A Weekend in Slovenia:
Let me begin by saying I had never heard of Slovenia before traveling to the fairy tale town of Bled. Living here in Firenze I have a rather large group of friends who tend to go out or travel with one another a lot. There are the guys of apartment F13, the Chiara girls, and another group of girls. One night we were all getting ready to go out for the night when we decided that Firenze was getting boring and we needed to go travel. After very little discussion we decided we needed to go ski, but where could we go?
In most situations like these, the boys of F13 and I leave it up to the Chiara girls, and once again it payed off. Naturally, the Chiara girls knew just what to do and before long approached us with two destinations with a travel company based here in Firenze. One of their friends, lets call her JMuntz, happened to be an intern at a student travel company called EuroAdventures. EuroAdventures works as an independent company that takes care of the travel needs of those who utilize them. They book chartered buses, planes, and cruise liners to take a group of students to various places throughout Europe from Barcelona, Spain to Dubrovnik, Croatia. They take the responsibility of transportation, accommodations, expertly guided tours of the selected locations, and organizing additional activities that people would like to take advantage of from white water rafting in Croatia, to glacier climbing in Switzerland.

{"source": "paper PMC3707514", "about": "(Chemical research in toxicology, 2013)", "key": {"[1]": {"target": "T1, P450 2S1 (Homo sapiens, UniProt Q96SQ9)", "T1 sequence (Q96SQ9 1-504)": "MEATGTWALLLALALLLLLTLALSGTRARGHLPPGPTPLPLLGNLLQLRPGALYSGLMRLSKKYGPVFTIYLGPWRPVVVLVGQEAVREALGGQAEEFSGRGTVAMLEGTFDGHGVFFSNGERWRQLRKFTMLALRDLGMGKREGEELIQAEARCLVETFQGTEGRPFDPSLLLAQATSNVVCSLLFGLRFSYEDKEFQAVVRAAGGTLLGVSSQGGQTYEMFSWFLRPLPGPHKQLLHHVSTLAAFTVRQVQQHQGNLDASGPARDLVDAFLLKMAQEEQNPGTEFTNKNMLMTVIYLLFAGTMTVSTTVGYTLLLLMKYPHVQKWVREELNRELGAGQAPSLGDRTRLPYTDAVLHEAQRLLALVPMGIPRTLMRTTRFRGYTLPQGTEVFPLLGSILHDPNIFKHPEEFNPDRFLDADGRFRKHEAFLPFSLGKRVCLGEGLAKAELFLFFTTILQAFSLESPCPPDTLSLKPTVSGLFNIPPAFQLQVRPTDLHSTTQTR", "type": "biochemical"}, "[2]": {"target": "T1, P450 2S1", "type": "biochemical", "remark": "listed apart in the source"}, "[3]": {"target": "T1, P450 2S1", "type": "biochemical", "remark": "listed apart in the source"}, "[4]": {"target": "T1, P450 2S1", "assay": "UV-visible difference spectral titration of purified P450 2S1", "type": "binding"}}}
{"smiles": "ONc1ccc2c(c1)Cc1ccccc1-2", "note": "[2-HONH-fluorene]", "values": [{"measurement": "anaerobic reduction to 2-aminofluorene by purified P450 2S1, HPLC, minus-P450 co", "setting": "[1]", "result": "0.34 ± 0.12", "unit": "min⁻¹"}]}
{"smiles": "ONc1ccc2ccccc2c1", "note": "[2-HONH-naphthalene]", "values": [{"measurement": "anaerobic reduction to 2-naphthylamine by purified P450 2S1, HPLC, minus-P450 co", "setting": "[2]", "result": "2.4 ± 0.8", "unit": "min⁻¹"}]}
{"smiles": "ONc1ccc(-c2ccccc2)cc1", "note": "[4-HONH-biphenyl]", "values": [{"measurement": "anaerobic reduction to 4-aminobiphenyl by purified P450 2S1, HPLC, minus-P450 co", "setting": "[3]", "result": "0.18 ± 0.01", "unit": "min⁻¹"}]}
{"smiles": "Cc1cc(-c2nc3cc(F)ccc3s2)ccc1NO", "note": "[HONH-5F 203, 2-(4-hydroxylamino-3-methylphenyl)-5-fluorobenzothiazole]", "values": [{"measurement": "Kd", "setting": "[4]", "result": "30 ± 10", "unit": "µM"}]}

After scanning through EuroAdventures’ trip catalog we found two locations that fit our interests, Interlaken, Switzerland, and Bled, Slovenia. My roommates had visited Interlaken the previous weekend and spoke very highly of it. It is known throughout the world as one of Europe’s extreme sports havens. With activities ranging from skiing, glacier climbing, cliff jumping, skydiving, night sledding, and more. It all sounds amazing…and it is. However, the downside to this grandeur is the cost. Unlike the rest of Europe, Switzerland possesses its own currency – the Swiss Franc – which has a relatively equal exchange rate to that of the dollar. These experiences, however, are never cheap even in the United States. On average, each costs around 200 Swiss Francs. If you add the high cost of living in Interlaken, where a cheeseburger costs about $16 after exchange rates, you have a potentially bankrupting weekend for a poor college student. Bled, Slovenia on the other hand, functioned on the complete opposite side of the monetary spectrum.
Slovenia itself is a quaint charming country and the city of Bled is described as a fairy tale town. In all reality this isn’t an exaggeration. Bled was first mentioned in written recordings around April 10, 1044 when it was awarded by Emperor Henry II of the Holy Roman Empire to Bishop Albuin of Brixen. Throughout the centuries it was under the control of various powers from the Hapzburg Empire to the Kingdom of Yugoslavia until it’s municipal independence in 1996. During this time Bled has grown around its lake (Lake Bled) to encompass its surroundings while not tarnishing the lake itself. It has become a luxury spa location with opportunities for spas and massages, skiing and sled dogging, and ice skating and hiking. Best of all, it would only cost about 40 euro to go skiing, including the snowboard and snow gear rentals. In addition, the average cost of food in the small sandwich shops is about 4-5 euro with most beers and drinks being around 2-3, (in Firenze most beers are 5 euro and drinks range from 7-10 euro). After learning all of this, it was decided; we were going to Slovenia!